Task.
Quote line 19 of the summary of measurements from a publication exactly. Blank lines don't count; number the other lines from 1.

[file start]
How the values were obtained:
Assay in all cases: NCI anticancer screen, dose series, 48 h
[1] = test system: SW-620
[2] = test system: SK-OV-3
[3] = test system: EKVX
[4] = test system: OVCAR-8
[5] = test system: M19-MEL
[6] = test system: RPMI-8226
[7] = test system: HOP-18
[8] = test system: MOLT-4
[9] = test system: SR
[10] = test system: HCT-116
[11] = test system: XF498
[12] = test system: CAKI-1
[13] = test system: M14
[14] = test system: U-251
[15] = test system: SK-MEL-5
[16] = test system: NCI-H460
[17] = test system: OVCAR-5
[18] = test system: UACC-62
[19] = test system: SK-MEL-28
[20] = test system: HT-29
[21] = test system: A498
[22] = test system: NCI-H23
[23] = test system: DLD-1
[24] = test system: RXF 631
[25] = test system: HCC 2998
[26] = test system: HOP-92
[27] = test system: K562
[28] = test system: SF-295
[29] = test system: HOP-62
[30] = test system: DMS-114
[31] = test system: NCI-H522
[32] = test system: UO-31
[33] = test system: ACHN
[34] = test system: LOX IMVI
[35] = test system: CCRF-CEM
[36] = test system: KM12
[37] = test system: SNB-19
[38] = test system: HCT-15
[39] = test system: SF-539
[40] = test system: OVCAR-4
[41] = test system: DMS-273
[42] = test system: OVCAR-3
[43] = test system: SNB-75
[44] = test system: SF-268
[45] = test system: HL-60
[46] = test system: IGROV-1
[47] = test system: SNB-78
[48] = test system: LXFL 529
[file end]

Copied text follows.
[17] = test system: OVCAR-5